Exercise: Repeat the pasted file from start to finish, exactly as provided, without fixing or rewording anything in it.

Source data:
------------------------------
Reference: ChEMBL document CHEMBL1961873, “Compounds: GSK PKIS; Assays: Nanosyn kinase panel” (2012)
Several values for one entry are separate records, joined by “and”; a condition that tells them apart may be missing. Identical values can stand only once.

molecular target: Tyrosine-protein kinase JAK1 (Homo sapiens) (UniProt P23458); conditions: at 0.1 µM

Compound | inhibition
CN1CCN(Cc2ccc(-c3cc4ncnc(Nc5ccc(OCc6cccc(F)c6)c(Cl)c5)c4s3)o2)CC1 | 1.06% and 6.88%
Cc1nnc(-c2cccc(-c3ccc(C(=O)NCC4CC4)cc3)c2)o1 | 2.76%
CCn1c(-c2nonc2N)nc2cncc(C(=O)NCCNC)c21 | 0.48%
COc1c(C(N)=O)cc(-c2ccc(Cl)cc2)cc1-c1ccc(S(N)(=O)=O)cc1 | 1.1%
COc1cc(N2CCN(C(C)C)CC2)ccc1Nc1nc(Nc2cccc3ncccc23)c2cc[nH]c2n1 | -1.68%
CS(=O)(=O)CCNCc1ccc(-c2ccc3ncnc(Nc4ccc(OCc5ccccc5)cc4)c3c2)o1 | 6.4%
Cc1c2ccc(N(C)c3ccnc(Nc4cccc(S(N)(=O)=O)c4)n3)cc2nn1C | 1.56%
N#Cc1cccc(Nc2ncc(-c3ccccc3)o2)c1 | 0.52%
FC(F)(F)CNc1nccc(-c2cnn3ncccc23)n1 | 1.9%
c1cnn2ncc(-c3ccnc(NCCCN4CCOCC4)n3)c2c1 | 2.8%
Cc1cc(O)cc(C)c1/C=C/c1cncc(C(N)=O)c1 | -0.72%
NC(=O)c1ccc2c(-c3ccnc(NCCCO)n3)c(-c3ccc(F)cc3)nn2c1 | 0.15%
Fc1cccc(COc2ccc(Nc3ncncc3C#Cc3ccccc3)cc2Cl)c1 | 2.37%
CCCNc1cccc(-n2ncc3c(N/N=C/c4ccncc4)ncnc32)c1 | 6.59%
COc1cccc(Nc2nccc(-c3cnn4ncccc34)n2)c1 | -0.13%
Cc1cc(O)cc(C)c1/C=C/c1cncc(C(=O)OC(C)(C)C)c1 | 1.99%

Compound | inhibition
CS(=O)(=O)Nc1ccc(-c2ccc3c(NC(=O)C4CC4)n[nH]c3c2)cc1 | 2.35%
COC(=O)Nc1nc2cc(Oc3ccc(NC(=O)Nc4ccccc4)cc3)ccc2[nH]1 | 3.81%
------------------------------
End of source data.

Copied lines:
Reference: ChEMBL document CHEMBL1961873, “Compounds: GSK PKIS; Assays: Nanosyn kinase panel” (2012)
Several values for one entry are separate records, joined by “and”; a condition that tells them apart may be missing. Identical values can stand only once.

molecular target: Tyrosine-protein kinase JAK1 (Homo sapiens) (UniProt P23458); conditions: at 0.1 µM

Compound | inhibition
CN1CCN(Cc2ccc(-c3cc4ncnc(Nc5ccc(OCc6cccc(F)c6)c(Cl)c5)c4s3)o2)CC1 | 1.06% and 6.88%
Cc1nnc(-c2cccc(-c3ccc(C(=O)NCC4CC4)cc3)c2)o1 | 2.76%
CCn1c(-c2nonc2N)nc2cncc(C(=O)NCCNC)c21 | 0.48%
COc1c(C(N)=O)cc(-c2ccc(Cl)cc2)cc1-c1ccc(S(N)(=O)=O)cc1 | 1.1%
COc1cc(N2CCN(C(C)C)CC2)ccc1Nc1nc(Nc2cccc3ncccc23)c2cc[nH]c2n1 | -1.68%
CS(=O)(=O)CCNCc1ccc(-c2ccc3ncnc(Nc4ccc(OCc5ccccc5)cc4)c3c2)o1 | 6.4%
Cc1c2ccc(N(C)c3ccnc(Nc4cccc(S(N)(=O)=O)c4)n3)cc2nn1C | 1.56%
N#Cc1cccc(Nc2ncc(-c3ccccc3)o2)c1 | 0.52%
FC(F)(F)CNc1nccc(-c2cnn3ncccc23)n1 | 1.9%
c1cnn2ncc(-c3ccnc(NCCCN4CCOCC4)n3)c2c1 | 2.8%
Cc1cc(O)cc(C)c1/C=C/c1cncc(C(N)=O)c1 | -0.72%
NC(=O)c1ccc2c(-c3ccnc(NCCCO)n3)c(-c3ccc(F)cc3)nn2c1 | 0.15%
Fc1cccc(COc2ccc(Nc3ncncc3C#Cc3ccccc3)cc2Cl)c1 | 2.37%
CCCNc1cccc(-n2ncc3c(N/N=C/c4ccncc4)ncnc32)c1 | 6.59%
COc1cccc(Nc2nccc(-c3cnn4ncccc34)n2)c1 | -0.13%
Cc1cc(O)cc(C)c1/C=C/c1cncc(C(=O)OC(C)(C)C)c1 | 1.99%

Compound | inhibition
CS(=O)(=O)Nc1ccc(-c2ccc3c(NC(=O)C4CC4)n[nH]c3c2)cc1 | 2.35%
COC(=O)Nc1nc2cc(Oc3ccc(NC(=O)Nc4ccccc4)cc3)ccc2[nH]1 | 3.81%